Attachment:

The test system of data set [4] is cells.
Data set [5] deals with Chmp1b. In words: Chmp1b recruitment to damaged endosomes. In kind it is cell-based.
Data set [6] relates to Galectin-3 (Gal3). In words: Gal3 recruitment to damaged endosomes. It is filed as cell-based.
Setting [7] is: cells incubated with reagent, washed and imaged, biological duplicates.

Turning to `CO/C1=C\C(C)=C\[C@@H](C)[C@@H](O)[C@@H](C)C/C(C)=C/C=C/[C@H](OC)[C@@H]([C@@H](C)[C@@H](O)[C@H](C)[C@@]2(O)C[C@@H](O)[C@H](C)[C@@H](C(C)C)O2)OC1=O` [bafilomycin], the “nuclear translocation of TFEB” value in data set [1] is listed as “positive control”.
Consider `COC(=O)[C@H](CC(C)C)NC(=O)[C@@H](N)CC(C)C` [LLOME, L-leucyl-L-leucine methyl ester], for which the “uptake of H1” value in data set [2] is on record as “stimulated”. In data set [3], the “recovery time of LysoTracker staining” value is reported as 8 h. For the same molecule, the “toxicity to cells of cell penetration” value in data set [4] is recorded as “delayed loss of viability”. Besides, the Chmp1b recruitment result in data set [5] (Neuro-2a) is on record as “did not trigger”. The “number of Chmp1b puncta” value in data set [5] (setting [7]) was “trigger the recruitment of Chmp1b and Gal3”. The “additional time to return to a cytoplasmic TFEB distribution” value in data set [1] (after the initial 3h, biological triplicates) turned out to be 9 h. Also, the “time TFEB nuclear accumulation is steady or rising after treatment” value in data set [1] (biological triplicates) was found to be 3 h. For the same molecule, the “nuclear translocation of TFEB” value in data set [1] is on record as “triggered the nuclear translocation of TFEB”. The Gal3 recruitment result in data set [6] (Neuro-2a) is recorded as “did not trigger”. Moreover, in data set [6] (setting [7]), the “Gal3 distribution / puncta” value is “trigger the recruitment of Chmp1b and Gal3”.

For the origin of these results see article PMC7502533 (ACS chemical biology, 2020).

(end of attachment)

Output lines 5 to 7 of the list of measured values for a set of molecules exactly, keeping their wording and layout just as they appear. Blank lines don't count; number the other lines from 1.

Turning to `CO/C1=C\C(C)=C\[C@@H](C)[C@@H](O)[C@@H](C)C/C(C)=C/C=C/[C@H](OC)[C@@H]([C@@H](C)[C@@H](O)[C@H](C)[C@@]2(O)C[C@@H](O)[C@H](C)[C@@H](C(C)C)O2)OC1=O` [bafilomycin], the “nuclear translocation of TFEB” value in data set [1] is listed as “positive control”.
Consider `COC(=O)[C@H](CC(C)C)NC(=O)[C@@H](N)CC(C)C` [LLOME, L-leucyl-L-leucine methyl ester], for which the “uptake of H1” value in data set [2] is on record as “stimulated”. In data set [3], the “recovery time of LysoTracker staining” value is reported as 8 h. For the same molecule, the “toxicity to cells of cell penetration” value in data set [4] is recorded as “delayed loss of viability”. Besides, the Chmp1b recruitment result in data set [5] (Neuro-2a) is on record as “did not trigger”. The “number of Chmp1b puncta” value in data set [5] (setting [7]) was “trigger the recruitment of Chmp1b and Gal3”. The “additional time to return to a cytoplasmic TFEB distribution” value in data set [1] (after the initial 3h, biological triplicates) turned out to be 9 h. Also, the “time TFEB nuclear accumulation is steady or rising after treatment” value in data set [1] (biological triplicates) was found to be 3 h. For the same molecule, the “nuclear translocation of TFEB” value in data set [1] is on record as “triggered the nuclear translocation of TFEB”. The Gal3 recruitment result in data set [6] (Neuro-2a) is recorded as “did not trigger”. Moreover, in data set [6] (setting [7]), the “Gal3 distribution / puncta” value is “trigger the recruitment of Chmp1b and Gal3”.

For the origin of these results see article PMC7502533 (ACS chemical biology, 2020).